We had the good fortune of connecting with Allison Johnston and we’ve shared our conversation below.
Hi Allison, can you walk us through the thought-process of starting your business?
Starting my design and illustration business was a very organic process. I don’t think I ever really sat down and said, “I’m going to quit my job and start a business!” After graduating with a degree in graphic design, I kind of assumed I would work at a design firm and that would be that. Instead I was a graphic design intern for a while, worked in-house for a real estate company, interned again for a software and tech firm, and worked in-house again for a home decor company before realizing how much I hated the typical work-in-an-office nine to five grind. I started freelancing in my spare time and eventually made the switch to freelancing full-time, but I still didn’t feel particularly passionate about the work I was doing. It honestly wasn’t until a few years ago that I realized I wasn’t a designer — I was an artist and illustrator masquerading as a designer because I had the misconception that it was more employable and I had the fear that I would never be able to make a living making art.
Alright, so let’s move onto what keeps you busy professionally?
I tend to think I don’t have a consistent enough style (artists are often overly self-critical), but when I look at everything I’ve ever created I absolutely start to see themes and patterns emerging. Most of my current work is painted and drawn digitally (I use a drawing tablet and creative software), but I love the look and feel of handmade elements so I incorporate a lot of color and texture you’d find in drawings and paintings made by hand. I also love realism, so I tend to be drawn towards accurate depictions of people and objects — Lately I’ve been excited to paint a lot of portraits of people and animals. When I’ve successfully captured someone’s likeness it seriously makes my day. And when I’m not drawing portraits I love a good joke or witty story so if I can use that visual storytelling to create something to make people laugh I’ve done my job. There’s a lot I’ve learned throughout this process and a lot I continue to learn. That’s maybe the biggest lesson: you’re never done learning. For that reason, I think practice is sooo important. Periodically forcing yourself to go back to those art basics like charcoal still life studies and figure drawing is hugely beneficial. You’re never going to get to a point and say, “hey, I’ve made it,” because success is a moving target so there’s always something new to explore and learn.
Any places to eat or things to do that you can share with our readers? If they have a friend visiting town, what are some spots they could take them to?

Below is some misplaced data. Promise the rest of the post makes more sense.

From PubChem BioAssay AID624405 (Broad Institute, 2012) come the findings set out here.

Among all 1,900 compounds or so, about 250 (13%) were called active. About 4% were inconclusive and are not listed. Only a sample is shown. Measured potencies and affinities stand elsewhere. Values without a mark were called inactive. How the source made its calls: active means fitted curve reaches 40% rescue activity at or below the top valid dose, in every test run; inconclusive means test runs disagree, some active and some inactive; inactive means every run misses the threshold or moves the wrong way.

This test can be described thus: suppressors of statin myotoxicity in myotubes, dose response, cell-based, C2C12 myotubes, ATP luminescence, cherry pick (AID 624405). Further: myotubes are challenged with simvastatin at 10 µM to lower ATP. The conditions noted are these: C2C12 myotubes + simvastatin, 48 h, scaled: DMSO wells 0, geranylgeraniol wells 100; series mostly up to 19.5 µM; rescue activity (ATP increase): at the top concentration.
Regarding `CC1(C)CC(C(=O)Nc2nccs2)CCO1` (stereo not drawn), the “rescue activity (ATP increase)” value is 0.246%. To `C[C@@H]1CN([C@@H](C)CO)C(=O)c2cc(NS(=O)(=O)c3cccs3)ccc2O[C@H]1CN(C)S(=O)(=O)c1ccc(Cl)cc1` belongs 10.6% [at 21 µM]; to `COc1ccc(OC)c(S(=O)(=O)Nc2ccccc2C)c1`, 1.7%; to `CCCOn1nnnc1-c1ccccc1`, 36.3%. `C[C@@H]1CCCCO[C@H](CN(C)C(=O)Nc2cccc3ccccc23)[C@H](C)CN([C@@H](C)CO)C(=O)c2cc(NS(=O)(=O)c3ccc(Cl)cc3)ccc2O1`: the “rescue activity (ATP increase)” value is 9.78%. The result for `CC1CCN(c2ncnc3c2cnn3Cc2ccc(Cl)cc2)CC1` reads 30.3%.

I love Houston and we’re getting into the best time of year to be here! As a bicycle commuter I spend a lot of time inside the loop where it’s more cycling-friendly and where there are plentiful coffee shops to work from (this is certainly easier when there isn’t a pandemic going on). Walks/runs/bike rides along Buffalo Bayou are beautiful this time of year and for coffee I love Fix, Blacksmith, and Tenfold… but there’s really no shortage of amazing local coffee spots. Houston is also lucky to have an incredible food scene. Some of my favorites: Uchi, Pondicheri, Surya, Ramen Tatsu-Ya, Velvet Taco, El Rey, Torchy’s, Local Foods, Barnaby’s… there’s also no shortage of amazing local food spots. When I’m not biking, eating, caffeinating, or making art, I love visiting museums like the MFAH, Houston Museum of Natural Science, attending local events like Grown Up Story Time at Rudyard’s Pub, working out and working part-time at The Bar Method in Montrose, or just hanging out with some of the amazing people I’ve met here. Houstonians are friendly, kind-hearted, and full of stories!
Shoutout is all about shouting out others who you feel deserve additional recognition and exposure. Who would you like to shoutout?
I know I wouldn’t be where I am today without the help and encouragement of so many people. I’m lucky that my parents were always encouraging me to pursue my passions, as well as two older sisters who also pursued the arts and paved the way for me. I am also endlessly grateful for clients and customers who liked my work and convinced me that I was good at it. Again, being self-critical means you can get in your own head and get in your own way, so it’s always rewarding and reassuring to hear how much someone loves something you poured your heart into.